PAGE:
Lights on Tampa Etch a Sketch

It appears that this year’s Lights On Tampa new work will be primarily Pablo Valbuena’s delicate and transformative etch a sketch-like N27°57’00” W82°27’41” and projects by Juliet Davis & Stephanie Tripp, Eva Lee, and Molly Schwartz to be displayed on a permanent installation called The Portal, which looks from renderings like it may be in danger of being a better idea than actualized project.

Rendering of The Portal, Tampa, FL

Nevertheless, I can appreciate the attempt – and I’m sure the experience will be impressive – in light of this comment from Tampa’s Daily Loaf.

“In its first year, Lights on Tampa was a revelation: Look! Lots of people! Downtown! On a Saturday night! Now that there’s actually a little life in the district’s nightlife, think of this year’s LOT as a party to celebrate a downtown that has, at last, a lot to look at.”

This is my oft-quoted  “network takes over” effect in panel six of Archigram’s Instant City.

Archigram, Instant City, installation view "Edge Conditions," 2006 01SJ Biennial

Joseph Beuys, Capri Battery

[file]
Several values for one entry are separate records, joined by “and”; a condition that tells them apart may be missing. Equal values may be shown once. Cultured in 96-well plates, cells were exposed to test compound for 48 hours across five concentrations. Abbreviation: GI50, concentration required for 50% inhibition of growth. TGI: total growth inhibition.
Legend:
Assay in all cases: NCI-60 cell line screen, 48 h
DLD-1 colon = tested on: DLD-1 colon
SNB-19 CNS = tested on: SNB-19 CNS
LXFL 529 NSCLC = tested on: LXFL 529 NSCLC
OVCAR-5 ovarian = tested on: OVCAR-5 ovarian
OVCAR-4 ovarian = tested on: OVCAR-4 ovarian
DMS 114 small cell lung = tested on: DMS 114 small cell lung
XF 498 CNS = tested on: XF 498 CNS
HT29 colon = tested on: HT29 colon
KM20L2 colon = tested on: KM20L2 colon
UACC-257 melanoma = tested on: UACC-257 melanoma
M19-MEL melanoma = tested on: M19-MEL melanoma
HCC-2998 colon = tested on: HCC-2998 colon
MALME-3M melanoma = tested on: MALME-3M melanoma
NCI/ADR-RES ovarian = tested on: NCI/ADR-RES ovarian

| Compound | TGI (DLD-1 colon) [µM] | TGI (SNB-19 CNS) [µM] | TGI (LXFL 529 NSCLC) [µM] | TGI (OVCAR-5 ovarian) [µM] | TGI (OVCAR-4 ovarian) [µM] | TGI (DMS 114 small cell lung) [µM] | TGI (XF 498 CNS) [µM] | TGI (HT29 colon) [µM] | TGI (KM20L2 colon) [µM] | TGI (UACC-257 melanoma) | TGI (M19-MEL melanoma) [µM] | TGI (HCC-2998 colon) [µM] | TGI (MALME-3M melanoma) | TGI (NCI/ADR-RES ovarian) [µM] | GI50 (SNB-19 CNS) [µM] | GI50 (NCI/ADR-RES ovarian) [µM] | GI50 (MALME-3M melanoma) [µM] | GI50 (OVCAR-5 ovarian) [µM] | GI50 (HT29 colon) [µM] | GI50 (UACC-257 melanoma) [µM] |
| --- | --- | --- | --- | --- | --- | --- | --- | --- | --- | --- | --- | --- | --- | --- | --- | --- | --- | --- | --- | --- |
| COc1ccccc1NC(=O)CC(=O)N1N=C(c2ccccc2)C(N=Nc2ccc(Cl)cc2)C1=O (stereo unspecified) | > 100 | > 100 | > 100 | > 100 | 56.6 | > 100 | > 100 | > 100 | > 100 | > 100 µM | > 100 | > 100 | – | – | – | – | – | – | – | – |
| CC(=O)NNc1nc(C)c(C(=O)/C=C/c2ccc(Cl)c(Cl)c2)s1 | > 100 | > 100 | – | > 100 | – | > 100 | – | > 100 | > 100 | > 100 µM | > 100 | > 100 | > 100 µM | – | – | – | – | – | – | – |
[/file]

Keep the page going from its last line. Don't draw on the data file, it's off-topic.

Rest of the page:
Joseph Beuys, Capri Battery, 1985. via On Light InSight, ICC Gallery. Courtesy: The National Museum of Art, Osaka Photo: FUKUNAGA Kazuo

Joseph Beuys, "Capri Battery," 1985. via "On Light InSight," ICC Gallery. Courtesy: The National Museum of Art, Osaka Photo: FUKUNAGA Kazuo

“The lemon’s acidity generates a weak electrical current, causing it to function as a battery, and illuminate the bulb.” via ICC Online

Lyons Fetes des Lumieres

Let’s Play with Time and the Weather 1e | Place des Terreaux from 5/12/2009 to 8/12/2009 | 5 déc : 18h-01h – Du 6 au 8 déc : 18h-00h  An allegory of passing time and changing weather,

Marie-Jeanne Gauthé - Fabrice Chouiller, Let’s Play with Time and the Weather. Production : Light Motif. An allegory of passing time and changing weather, this fantasy-filled scenography plays along the façades of Place des Terreaux using combined audiovisual effects. One after another, the buildings are covered with ice, submerged in water, twist out of shape and melt under the heat… In the courtyards of City Hall, a metronome beats to the rhythm of time by weaving a canvas above the heads of the audience.

December 5-8, 2009

4 million visitors • 80 light projects •  8 million small candles sold in Greater Lyon • 3.5 million public transport users • 400 000 programmes broadcast on 14 television stations •  more than 250 newspaper articles • 11 radio stations • the city hotels full for the 4 days of the Festival • 3 times the turnover for the city bars and restaurants compared to normal periods • 47 public and private partners Lyons Fête des Lumières